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Morrish Bible Dictionary
Version, the Revised English
This originated with a resolution passed in the Convocation of Canterbury in the year 1870. A Committee of Revisers was appointed for the Old Testament and another for the New, and the work was proceeded with. The New Testament was published in May, 1881.
Besides the few remarks with regard to this Revision under VARIOUS READINGS, as to the violation of the principles laid down for the guidance of the Revisers, both as to the Greek text they should adopt, and as to the translation a few further notesare added.
The Revisers in their Preface speak enthusiastically of the Authorised Version, stating how they admired "its simplicity, its dignity, its power, its happy turns of expression, its general accuracy," and did not fail to add, "the music of its cadences, and the felicities of its rhythm."
In contrast to this, Bishop Chr. Wordsworth says, of the R.V., "To pass from the one to the other is as it were, to alight from a well-built and well-hung carriage which glides easily over a macadamised road and to get into one which has bad springs, or none at all, and in which you are jolted in ruts with aching bones over the stones of a newly-mended and rarely- traversed road."
The mere style of the English is of little consequence in comparison to giving the sense of the original without any room for uncertainty. The same writer says, "We meet in every page with small changes, which are vexatious, teasing, and irritating, even the more so because they are small; which seem almost to be made for the sake of change."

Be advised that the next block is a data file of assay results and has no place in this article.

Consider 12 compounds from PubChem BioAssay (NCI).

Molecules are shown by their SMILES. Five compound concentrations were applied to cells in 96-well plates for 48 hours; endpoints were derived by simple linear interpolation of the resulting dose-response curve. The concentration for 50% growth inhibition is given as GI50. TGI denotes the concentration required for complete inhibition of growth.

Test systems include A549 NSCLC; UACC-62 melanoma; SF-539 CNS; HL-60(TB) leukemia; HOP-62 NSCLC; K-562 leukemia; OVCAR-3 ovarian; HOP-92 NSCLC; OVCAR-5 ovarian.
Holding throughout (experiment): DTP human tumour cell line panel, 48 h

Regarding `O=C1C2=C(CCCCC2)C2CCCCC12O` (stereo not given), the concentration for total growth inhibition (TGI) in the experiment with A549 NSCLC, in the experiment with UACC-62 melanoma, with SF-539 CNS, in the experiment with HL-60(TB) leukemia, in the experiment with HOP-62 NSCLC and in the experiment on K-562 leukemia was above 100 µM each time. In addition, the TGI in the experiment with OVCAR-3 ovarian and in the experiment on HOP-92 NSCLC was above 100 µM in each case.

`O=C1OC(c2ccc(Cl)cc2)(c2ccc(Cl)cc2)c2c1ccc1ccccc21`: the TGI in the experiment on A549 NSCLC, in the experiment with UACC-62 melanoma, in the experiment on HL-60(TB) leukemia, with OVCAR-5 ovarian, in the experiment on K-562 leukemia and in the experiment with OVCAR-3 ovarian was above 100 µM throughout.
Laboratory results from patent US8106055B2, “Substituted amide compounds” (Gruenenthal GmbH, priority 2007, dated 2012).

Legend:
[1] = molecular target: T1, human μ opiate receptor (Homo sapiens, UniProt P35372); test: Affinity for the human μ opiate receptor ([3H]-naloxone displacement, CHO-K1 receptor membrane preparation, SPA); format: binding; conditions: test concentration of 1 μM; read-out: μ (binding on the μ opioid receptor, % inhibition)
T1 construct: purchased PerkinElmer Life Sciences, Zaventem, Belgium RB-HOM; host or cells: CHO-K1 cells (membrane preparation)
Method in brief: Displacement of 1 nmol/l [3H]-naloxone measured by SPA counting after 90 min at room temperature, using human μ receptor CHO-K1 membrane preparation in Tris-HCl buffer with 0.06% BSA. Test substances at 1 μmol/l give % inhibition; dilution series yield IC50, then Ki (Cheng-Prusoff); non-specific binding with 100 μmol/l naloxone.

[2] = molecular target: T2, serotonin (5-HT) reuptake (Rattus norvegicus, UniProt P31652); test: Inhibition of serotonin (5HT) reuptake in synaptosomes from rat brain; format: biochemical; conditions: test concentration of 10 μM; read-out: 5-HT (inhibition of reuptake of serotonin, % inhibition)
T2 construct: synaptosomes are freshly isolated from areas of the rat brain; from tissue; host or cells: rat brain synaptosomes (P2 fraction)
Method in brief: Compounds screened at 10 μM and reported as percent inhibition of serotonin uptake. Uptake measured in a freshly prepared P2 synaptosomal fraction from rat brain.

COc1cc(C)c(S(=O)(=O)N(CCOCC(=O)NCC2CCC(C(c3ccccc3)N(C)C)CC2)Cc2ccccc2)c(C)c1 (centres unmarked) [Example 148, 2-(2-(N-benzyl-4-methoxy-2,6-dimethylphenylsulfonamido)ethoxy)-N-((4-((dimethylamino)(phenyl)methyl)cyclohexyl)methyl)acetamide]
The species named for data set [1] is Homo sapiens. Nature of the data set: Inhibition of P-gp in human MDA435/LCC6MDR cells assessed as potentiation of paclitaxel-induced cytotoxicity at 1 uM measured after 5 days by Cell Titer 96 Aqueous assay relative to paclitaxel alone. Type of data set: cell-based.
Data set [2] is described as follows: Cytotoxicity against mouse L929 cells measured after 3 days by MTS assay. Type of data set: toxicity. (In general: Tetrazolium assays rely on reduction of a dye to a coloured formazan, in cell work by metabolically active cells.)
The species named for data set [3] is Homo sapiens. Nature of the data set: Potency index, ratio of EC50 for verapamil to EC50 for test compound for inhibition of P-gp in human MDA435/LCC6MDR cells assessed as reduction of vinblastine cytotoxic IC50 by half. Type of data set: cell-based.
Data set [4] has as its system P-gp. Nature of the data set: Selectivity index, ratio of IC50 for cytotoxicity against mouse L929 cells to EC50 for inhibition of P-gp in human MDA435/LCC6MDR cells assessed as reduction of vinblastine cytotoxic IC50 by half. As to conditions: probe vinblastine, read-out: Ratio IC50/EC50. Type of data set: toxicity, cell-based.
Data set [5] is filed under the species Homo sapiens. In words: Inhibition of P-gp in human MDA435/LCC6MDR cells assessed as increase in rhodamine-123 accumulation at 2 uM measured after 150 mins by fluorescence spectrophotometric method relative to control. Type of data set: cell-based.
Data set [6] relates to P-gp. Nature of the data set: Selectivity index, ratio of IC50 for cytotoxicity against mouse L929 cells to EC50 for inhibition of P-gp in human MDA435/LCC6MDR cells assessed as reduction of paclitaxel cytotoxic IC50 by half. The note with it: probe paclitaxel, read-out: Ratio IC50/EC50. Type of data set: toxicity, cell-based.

To this may be added the marginal notes of readings by 'some' or 'many' authorities, which leave the reader in doubt as to the text in many places.
On the other hand, Bishop Ellicott and others have strongly defended the Revision both as to its Greek basis and its translation. But Bishop Ellicott was chairman of the revising committee.
In conclusion, a writer, well versed in scripture, and a Greek scholar, who fully acknowledges that the Version has many improvements on the A.V., after pointing out many errors, says, "On the whole, I accuse the Revisers of having mischievously erred as to the use of prepositions, particularly ἐν, to have been entirely ignorant of the force of the definite article, and to have made a complete mess of the Greek aorist, blundering as to Greek and English . . . . I do not find the mind of God apprehended, so as to help a simple Christian; nor do I find, though the grace of Almighty God is referred to, any reference to the Spirit of God as Author, or as help in the work . . . . I believe that a person who takes it up for his daily use will injure his own soul."
The Revisers had an avowed Unitarian amongst them, and how could God bless such dishonour on His beloved Son?
All the above remarks refer to the New Testament. A different company translated the Old Testament. In that, the Hebrew text did not need much revision, and it does not appear that its translation has met with such censure.
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Morrish, George. Entry for 'Version, the Revised English'. Morrish Bible Dictionary. https://www.studylight.org/dictionaries/eng/mbd/v/version-the-revised-english.html. 1897.
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